The journey towards motherhood is like a roller coaster ride that is filled with excitement, happiness as well as anxiety and stress. Adopting a holistic approach for maternity care is gaining popularity globally as it caters to balancing the mind, body and soul of an individual. It not only helps cope with symptoms of pregnancy but also helps manage daily stress for a healthy mother and a healthy baby.
Dr Jyoti Bali, medical director, Baby Soon Fertility and IVF Centre says that an integrative approach towards pregnancy and childbirth includes the use of holistic therapies also known as alternative or complementary therapies along with routine medical care to prevent or treat common discomforts and complications of pregnancy.
Here is a simple guide for all the mothers-to-be for a happier healthier pregnancy.
Regular antenatal consultation
It is important to choose a doctor you can connect with and a hospital that is not only close by but also has all the necessary facilities. It is vital to visit your care giver regularly for advice.
Take prenatal vitamin
As vitamin and mineral deficiencies are quite common these days, it is advisable to ensure that you get yourself checked before conception. Vitamin D3 deficiency is endemic nowadays and it is a very important micro nutrient for fertility (egg health). Consuming folic acid should be started before pregnancy as it helps in the brain and spinal cord development of the baby. It is strictly recommended to get a prescription from your doctor for iron and calcium. If taking them makes you feel queasy, try taking them at night or with a light snack.
Avoid over-the-counter medications, supplements, or natural remedies. Even common painkillers and antibiotics without consulting a doctor, should be avoided.
Importance of optimal nutrition during pregnancy can never be over-emphasised. A pregnant woman needs 300 extra calories daily to maintain a healthy pregnancy. Her diet should be a mixture of protein, fruits, vegetables and whole grains with sweet and fat kept to minimum. Packaged food, all purpose flour, starchy food and raw fish, to name a few should be avoided during pregnancy.
Hydrate yourself well
Dr Geetika Gangwani, holistic healer says that during pregnancy, your blood is supplying oxygen and essential nutrients to your baby through the placenta and carrying waste and carbon dioxide away — which means your blood volume increases up to 50 per cent to handle all this extra activity. So, you need to drink more to support that gain.
Drinking water can also help prevent constipation, haemorrhoids, UTIs, fatigue, headaches, swelling, and other uncomfortable pregnancy symptoms. Aim for 8-10 glasses per day, and if you don’t enjoy the taste, try adding a squeeze of lime or a splash of fruit juice. Avoid caffeinated and carbonated drinks.
Watch the weighing scale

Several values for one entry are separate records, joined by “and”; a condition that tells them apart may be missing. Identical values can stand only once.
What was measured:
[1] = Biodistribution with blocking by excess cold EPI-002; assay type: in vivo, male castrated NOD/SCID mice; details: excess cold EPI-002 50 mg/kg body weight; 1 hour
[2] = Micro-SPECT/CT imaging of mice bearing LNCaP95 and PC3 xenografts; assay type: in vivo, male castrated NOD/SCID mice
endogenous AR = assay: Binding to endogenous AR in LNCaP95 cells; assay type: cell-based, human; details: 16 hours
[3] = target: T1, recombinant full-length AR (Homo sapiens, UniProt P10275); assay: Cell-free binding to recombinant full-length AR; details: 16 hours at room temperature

The common saying that you should ‘eat for two’ is a myth. Packing on too many extra pounds may make them hard to lose later. At the same time, not gaining enough weight can put the baby at risk for a low-weight birth, a major cause of developmental problems. The optimal calorie intake would be 300 additional calories daily to maintain healthy pregnancy.
Recently the Institute of Medicine (IOM) issued new guidelines for weight gain during pregnancy. Based on a woman’s BMI (body mass index), IOM recommends that before becoming pregnant with a baby
*Underweight women should gain 12-18 kilos
*Normal weight women could gain gain 11-15 kilos
*Overweight women could gain 6-11 kilos
*Obese women could gain 5-9 kilos
Check in with your doctor often to make sure you are gaining at a healthy rate.
Educate and empower
Attending a childbirth class will help you feel more prepared for delivery. Not only will you have the chance to learn more about childbirth and infant care, you can even ask specific questions and voice any concerns. You will also become more acquainted with the hospital facility and its staff. It is always a good idea to take your partner along for the classes. This not only makes him feel involved and included in the entire process but will be of great help during pregnancy, labour and postpartum period along with contributing towards baby care.
Staying active is important for your general health and can help you reduce stress, control your weight, improve circulation, boost your mood, and sleep better. Take a pregnancy exercise class or walk at least 15-20 minutes every day at a moderate pace, in cool, shaded areas or indoors in order to prevent overheating.
Pilates, yoga, swimming, and walking are also great activities for pregnant women, but be sure to check with your doctor first before starting any exercise program. Aim for 30 minutes of exercise most days of the week. Listen to your body, though, and don’t overdo it.
Recent studies show that practicing meditation not only helps the expectant mother during pregnancy but also during birth and postpartum period. There are numerous benefits of meditation which include better sleep, relief from anxiety or stress which brings peace of mind and positive labour preparation as well as lowers the risk of postpartum depression.
Pregnancy is definitely a time for pampering. From prenatal massage to aromatherapy and reflexology to shiatsu, choose the one that suits you best. The only thing to take care is that the therapy should be done by a certified therapist.
The beauty of holistic therapies is that it not only treats the physical body but also heals the mind and soul; creating a balance for optimal health. So sit back and enjoy your journey of pregnancy while you pamper and treat yourself.